Pat Throckmorton Photo

The following is not intended to be a political statement, so please don’t judge me on that. President Joe Biden’s Christmas message to the American people last Thursday, just the day before Christmas Eve, left the nation with a doomsday feeling.

His body language, voice inflection, facial expression and delivery knotted my stomach and gave me such a feeling of dread. “For the unvaccinated, we are looking at a winter of severe illness and death. For themselves, their family, and the hospitals they’ll soon overwhelm,” said our president.

Jeff Zients, the White House Coronavirus Response coordinator, repeated this same comment the following day. What a stark and gloomy warning, leading into Christmas and as we approach the New Year.

There is no denying that we do worry and have many anxious moments. I ask, what is the most frequent command in the Bible?” Is it from the Ten Commandments or the Beatitudes? No. Over 70 times in the New International Version, we are commanded, “Do not be afraid.”

That’s right. The Scripture is not saying there is nothing to fear because life is truly frightening today. But it does not mean that we need to be scared of it.

In Exodus 14:13, the Bible tells us, “Moses said to the people, who were hostile and despairing when it looked as if they were trapped, ‘Do not be afraid. Stand firm, and you will see the deliverance the Lord will bring you today. The Egyptians you see today you will never see again. The Lord will fight for you; you need only to be still.’”

An army is not chasing us, although sometimes it may feel that way. We need to adopt the positive attitude of Moses. Instead of giving into despair, we must “stand firm and see the deliverance the Lord will bring.” In Deuteronomy 3:22, Joshua was commanded, “Do not be afraid of them; the Lord, your God himself, will fight for you.”

The phrase “do not be afraid” is often followed by “do not be discouraged.” Do not be afraid, have courage! As Christians, we know the Lord is with us and in us. 1 John 4:4 says, “You, dear children, are from God and have overcome them because the one who is in you is greater than the one who is in the world.”


Forget the doomsday rhetoric. Listen to the Word of God in Isaiah 41:10: “So do not fear, for I am with you; do not be dismayed, for I am your God. I will strengthen you and help you; I will uphold you with my righteous right hand.” Also Isaiah 35:4: “Say to those with fearful hearts, ‘Be strong, do not fear; your God will come, he will come with vengeance; with divine retribution, he will come to save you.’” God promises His plans to provide or comfort us from or during our fears.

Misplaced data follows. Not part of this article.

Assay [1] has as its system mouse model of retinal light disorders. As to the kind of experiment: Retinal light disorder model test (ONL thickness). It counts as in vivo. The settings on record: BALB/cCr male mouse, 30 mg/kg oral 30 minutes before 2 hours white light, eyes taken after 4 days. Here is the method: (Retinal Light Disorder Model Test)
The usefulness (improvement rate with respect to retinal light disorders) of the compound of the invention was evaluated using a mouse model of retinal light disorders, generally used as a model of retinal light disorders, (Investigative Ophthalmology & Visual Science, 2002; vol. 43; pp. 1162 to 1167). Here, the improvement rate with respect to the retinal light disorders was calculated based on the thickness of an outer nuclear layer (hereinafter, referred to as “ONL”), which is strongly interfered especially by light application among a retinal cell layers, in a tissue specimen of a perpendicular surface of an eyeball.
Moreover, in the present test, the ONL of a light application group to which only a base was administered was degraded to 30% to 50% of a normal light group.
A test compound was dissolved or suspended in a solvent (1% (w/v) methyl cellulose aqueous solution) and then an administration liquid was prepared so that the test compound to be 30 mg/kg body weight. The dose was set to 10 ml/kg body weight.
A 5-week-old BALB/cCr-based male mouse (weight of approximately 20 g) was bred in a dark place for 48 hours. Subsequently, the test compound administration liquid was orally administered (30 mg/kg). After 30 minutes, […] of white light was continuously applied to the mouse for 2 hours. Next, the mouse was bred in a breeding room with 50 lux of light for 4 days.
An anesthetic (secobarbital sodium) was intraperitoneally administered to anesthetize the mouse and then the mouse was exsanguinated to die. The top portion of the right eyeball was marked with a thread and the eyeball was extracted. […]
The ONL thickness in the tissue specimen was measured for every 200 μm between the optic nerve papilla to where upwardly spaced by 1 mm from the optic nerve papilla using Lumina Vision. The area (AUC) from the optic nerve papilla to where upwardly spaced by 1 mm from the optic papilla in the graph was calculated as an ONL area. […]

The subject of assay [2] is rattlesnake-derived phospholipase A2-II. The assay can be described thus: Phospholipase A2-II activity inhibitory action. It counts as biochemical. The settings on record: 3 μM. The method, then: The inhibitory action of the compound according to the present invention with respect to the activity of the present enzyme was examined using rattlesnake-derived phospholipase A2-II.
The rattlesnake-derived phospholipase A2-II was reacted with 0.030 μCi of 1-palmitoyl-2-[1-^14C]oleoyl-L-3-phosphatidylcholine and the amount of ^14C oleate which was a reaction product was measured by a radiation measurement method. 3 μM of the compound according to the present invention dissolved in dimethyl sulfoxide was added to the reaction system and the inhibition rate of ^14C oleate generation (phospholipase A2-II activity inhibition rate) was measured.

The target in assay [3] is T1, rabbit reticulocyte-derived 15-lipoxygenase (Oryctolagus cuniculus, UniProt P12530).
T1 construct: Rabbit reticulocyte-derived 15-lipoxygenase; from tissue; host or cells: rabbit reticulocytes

“Do not be afraid” is not a suggestion; it is a command. God wants us to be strong, to stand tall in His Name. As believers, we need to know and understand the truth that we have nothing to fear. 2 Timothy 1:7 says this: “For God has not given us a spirit of fear, but of power, love, and a sound mind.” Any fear we may feel is not of God and should not be entertained by us.

What happens when we feel discouraged? We begin to doubt; then fear creeps in. Don’t be a victim of that scenario. Remember God commands us to be not discouraged. As 2 Chronicles 20:15 says, “Do not be afraid or discouraged for the battle is not yours, but God’s.”

The opposite of discouraged is encouraged. May I encourage you today to have hope, trust and faith that all things are possible with God? Proverbs 3:5-6 tells us, “Trust in the Lord with all your heart and lean not on your own understanding; in all your ways acknowledge him, and he will make your paths straight.”

Much wisdom can be gained by reading and studying His Word, the Holy Bible. Solomon said we must acknowledge God in all our ways, turning every area of our life over to Him. Matthew 6:33 kind of repeats this: “But seek first his kingdom and his righteousness, and all these things will be given to you as well. Matthew goes on to say, don’t worry about tomorrow, for tomorrow will worry about itself. Focus on each day (the present) as it has enough trouble of its own.

I heard someone say today that there is a bad thing trying to circumvent every good thing that is about to happen. That may be an accurate analogy, so all the more reason to lean on God. Leaning gives the sense of putting your whole weight on something, resting on and trusting in that person or thing. Decision-making today is difficult — we don’t sometimes know who to trust. But as Christians, we know we can trust in the Lord for guidance and leadership.

Lean on Him and be fearless in spirit.

Pat Throckmorton is a resident of Perquimans County.